School of hard knocks: Afghan girls walk home after class through the streets of Kabul. The number of girls attending school drops dramatically after primary level.Photo: Kate Geraghty
WHEN the Taliban was ousted from Afghanistan in 2001, there were 5000 girls enrolled in schools across the country. A little over a decade on, that number is 2.4million.
But for girls in Afghanistan, getting an education remains a fraught, and at times, dangerous endeavour. The Afghan National Directorate for Security this week announced the arrest of 15 people for their alleged role in spraying the grounds of girls’ schools in Takhar province with an as-yet-unidentified poison.
The Afghan ministry of education says that 550 schools in 11 provinces where the Taliban hold influence have been shut down by insurgents. Dissuading girls from school through fear — by poisoning wells, burning down schools or throwing acid in girls’ faces as they walked to classes — has long been a terrorist tactic.
‘‘The regional spy agencies, namely ISI, are behind it,’’ National Directorate of Security spokesman Lutfullah Mashal told a press conference. ‘‘They are trying to sabotage the … success of Afghan education.’’
An ISI spokesman has dismissed the Afghan accusations as an ‘‘absurd and senseless … attempt to strain ties between the two countries’’.
The Taliban has also denied involvement. But among the 15 people arrested, Mr Mashal said, were a Taliban ‘‘deputy governor’’, a Taliban commander, as well as two girl students and teachers at provincial schools.
The two students, one in grade 11 and the other in grade9, had been paid 50,000 afghanis ($A1000) to spray the grounds of the girls’ schools in Takhar with a toxic powder, it is alleged.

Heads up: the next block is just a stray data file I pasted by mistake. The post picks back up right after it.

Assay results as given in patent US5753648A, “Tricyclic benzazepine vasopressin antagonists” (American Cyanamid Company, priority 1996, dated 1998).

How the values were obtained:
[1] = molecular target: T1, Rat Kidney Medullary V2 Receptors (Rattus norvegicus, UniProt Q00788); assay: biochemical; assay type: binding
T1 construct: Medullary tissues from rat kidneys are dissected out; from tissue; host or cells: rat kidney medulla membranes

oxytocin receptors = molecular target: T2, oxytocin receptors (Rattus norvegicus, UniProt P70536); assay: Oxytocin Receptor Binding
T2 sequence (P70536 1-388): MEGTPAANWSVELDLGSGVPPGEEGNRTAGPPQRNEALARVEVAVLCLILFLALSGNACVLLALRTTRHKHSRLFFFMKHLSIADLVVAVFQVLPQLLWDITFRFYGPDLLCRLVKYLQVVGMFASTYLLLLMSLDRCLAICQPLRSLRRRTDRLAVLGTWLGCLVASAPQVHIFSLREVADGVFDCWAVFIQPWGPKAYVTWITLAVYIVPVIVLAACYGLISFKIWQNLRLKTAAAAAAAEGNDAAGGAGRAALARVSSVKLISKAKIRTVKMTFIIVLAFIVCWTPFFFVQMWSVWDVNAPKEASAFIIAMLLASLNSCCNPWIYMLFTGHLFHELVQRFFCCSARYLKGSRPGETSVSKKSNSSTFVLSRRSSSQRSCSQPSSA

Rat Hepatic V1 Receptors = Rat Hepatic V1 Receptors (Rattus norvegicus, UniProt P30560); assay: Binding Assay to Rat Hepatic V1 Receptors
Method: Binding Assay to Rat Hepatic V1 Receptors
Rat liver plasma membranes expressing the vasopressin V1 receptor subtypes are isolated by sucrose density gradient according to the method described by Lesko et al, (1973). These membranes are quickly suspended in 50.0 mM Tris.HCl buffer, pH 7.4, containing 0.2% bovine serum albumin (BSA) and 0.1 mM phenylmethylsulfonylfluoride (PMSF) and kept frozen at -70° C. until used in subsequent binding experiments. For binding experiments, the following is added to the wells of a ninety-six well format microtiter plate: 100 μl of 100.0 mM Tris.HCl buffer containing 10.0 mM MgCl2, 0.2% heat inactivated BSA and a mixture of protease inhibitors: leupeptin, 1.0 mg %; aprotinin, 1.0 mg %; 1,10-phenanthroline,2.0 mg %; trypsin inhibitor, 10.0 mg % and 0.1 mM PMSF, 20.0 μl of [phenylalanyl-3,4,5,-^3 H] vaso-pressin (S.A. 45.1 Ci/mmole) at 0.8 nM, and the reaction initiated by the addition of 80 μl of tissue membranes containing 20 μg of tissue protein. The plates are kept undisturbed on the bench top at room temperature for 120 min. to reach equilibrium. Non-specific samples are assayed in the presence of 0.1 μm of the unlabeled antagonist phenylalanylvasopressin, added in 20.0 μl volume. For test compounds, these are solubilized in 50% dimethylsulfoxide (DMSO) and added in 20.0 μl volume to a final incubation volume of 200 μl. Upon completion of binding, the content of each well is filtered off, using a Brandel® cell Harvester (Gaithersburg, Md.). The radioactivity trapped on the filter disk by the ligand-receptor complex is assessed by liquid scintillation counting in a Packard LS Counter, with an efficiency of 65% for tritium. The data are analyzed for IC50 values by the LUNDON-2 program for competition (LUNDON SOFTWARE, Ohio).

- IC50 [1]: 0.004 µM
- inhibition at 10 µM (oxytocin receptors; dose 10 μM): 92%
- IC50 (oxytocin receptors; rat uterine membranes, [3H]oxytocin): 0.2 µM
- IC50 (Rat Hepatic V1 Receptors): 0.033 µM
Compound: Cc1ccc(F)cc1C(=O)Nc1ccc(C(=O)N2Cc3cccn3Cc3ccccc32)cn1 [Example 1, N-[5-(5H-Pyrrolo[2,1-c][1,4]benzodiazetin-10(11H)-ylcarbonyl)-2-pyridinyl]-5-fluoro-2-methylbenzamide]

Zakia, a year 9 student, told the Outlook Afghanistan newspaper: ‘‘When I entered the school, I smelt an odour. After smelling, I fell unconscious on the ground.’’
Thirty-two per cent of boys in Afghanistan complete primary school, compared with just 13 per cent of girls. Girls are kept home not only because of violence against them, but also to work, because their families are poor, or because they have been married off, according to UN research. The number of girls attending school drops off dramatically after primary school.
About 1.9million Afghan girls are enrolled in primary school, but only 400,000 in secondary school and just 120,000 in higher education. Across Afghanistan, the adult literacy rate is just 26 per cent.
CARE Australia has been involved in community education programs since the days of the Taliban. Senior Programs Officer Alexandra Balmer says the vast majority of Afghan families want their girls in school. But barriers still exist to getting girls to class, and keeping them there, especially beyond primary years. Mothers and fathers who never went to school themselves are sometimes reluctant to allow their children to go, especially if it means time away from working in the home or on farms. Heavy snowfalls in winter — the season just gone was particularly severe — keep many at home.
And secondary school-aged girls need a separate, usually enclosed, place for lessons, especially physical education, a challenge for infrastructure-poor Afghanistan. ‘‘Distance in accessing schools is a major issue,’’ Ms Balmer says. ‘‘And when there’s not a safe space for girls to walk to school, that insecurity on the way to school is a barrier.’’